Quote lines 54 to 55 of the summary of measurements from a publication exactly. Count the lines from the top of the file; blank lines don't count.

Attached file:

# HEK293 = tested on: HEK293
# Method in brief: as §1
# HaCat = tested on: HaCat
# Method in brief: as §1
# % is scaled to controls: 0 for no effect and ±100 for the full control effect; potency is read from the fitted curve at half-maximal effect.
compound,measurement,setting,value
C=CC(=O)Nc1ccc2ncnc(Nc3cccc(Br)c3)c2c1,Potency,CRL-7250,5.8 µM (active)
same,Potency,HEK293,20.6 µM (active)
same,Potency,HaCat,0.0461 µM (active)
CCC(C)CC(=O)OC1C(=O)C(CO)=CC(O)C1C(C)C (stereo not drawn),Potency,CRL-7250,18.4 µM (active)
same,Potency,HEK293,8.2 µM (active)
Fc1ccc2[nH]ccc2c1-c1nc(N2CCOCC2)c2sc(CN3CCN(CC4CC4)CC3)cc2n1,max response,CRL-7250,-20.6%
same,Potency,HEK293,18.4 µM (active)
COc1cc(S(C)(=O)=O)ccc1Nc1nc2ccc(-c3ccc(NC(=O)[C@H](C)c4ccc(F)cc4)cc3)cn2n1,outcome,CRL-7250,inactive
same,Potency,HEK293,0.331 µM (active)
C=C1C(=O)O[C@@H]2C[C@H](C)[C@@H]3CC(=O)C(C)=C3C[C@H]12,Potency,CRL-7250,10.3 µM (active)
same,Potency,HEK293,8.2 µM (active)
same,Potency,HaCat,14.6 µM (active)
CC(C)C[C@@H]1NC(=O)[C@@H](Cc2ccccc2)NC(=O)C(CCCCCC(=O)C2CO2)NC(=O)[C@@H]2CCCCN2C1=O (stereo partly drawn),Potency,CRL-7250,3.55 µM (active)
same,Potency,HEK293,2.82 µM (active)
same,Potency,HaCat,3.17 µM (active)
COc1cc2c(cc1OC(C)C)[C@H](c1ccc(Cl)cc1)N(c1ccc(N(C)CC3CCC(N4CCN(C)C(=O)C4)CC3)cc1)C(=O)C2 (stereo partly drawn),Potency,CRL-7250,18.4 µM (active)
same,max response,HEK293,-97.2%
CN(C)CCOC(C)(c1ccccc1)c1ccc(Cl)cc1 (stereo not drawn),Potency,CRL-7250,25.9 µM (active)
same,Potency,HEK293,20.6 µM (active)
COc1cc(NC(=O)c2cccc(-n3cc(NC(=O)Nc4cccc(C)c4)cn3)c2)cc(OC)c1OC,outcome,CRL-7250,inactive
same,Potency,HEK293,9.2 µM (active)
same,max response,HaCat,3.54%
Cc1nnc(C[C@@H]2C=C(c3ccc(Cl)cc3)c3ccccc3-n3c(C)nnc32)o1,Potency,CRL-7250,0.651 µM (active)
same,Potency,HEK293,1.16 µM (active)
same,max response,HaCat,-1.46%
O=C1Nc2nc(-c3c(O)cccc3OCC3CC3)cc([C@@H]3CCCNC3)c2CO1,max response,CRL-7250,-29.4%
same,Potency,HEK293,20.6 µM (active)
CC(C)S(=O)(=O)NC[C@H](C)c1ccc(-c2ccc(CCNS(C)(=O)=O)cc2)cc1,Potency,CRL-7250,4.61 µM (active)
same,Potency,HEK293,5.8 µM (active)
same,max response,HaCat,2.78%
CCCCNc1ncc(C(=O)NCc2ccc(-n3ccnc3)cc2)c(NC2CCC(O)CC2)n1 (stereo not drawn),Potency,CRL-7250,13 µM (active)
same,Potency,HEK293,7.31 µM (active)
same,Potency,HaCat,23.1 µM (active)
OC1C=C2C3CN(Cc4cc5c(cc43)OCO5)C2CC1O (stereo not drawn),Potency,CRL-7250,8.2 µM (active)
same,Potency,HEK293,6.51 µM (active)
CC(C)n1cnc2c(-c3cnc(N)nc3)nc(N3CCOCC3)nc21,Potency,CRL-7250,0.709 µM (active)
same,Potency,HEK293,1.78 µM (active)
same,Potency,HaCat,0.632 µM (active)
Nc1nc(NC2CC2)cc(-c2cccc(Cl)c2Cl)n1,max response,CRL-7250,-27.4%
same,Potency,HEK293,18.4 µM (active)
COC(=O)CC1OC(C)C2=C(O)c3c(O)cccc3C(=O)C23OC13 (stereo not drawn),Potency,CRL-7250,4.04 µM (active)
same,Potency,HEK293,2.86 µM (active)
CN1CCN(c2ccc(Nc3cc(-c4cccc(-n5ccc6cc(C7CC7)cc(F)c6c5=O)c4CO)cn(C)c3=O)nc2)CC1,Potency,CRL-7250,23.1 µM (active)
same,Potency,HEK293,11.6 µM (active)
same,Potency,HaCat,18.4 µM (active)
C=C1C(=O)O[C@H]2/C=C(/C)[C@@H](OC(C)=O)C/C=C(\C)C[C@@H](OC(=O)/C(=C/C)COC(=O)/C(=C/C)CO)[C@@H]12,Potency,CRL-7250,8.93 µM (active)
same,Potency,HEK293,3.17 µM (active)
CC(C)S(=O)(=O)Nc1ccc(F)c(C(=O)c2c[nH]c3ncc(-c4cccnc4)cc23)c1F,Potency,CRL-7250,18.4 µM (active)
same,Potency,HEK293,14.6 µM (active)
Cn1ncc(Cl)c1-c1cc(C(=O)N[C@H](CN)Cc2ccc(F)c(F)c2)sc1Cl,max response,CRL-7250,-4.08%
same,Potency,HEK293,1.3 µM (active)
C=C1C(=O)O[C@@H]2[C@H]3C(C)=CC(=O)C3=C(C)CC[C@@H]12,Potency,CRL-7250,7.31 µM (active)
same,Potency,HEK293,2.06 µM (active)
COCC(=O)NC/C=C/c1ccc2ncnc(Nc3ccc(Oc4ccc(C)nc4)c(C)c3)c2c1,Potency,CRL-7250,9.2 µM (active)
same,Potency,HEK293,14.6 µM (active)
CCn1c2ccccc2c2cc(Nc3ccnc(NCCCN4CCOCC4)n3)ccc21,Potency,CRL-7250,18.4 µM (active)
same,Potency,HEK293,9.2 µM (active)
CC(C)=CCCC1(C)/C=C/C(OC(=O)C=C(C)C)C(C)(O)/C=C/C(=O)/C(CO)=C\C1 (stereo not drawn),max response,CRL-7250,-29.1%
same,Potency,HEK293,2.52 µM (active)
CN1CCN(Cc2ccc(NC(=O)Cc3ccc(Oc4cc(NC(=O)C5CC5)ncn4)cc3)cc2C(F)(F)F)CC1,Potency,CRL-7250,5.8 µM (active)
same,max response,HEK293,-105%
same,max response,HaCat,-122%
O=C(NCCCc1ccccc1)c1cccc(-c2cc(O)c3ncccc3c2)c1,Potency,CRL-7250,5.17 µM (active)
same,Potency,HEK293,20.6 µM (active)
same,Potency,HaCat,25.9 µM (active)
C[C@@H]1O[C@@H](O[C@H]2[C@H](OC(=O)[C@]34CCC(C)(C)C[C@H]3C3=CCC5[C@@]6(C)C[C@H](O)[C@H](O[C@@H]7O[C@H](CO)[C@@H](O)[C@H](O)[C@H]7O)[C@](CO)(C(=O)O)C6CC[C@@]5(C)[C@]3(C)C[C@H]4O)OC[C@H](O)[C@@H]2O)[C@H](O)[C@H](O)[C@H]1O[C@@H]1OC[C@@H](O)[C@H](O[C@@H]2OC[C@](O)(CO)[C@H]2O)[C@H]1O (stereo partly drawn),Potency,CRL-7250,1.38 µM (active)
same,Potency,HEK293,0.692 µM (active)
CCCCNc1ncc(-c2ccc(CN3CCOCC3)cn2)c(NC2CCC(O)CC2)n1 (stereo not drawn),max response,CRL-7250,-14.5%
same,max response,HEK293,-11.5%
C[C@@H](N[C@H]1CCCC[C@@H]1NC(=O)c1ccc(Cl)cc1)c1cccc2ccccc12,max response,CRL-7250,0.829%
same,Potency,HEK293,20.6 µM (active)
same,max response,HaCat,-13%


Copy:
CC(C)S(=O)(=O)Nc1ccc(F)c(C(=O)c2c[nH]c3ncc(-c4cccnc4)cc23)c1F,Potency,CRL-7250,18.4 µM (active)
same,Potency,HEK293,14.6 µM (active)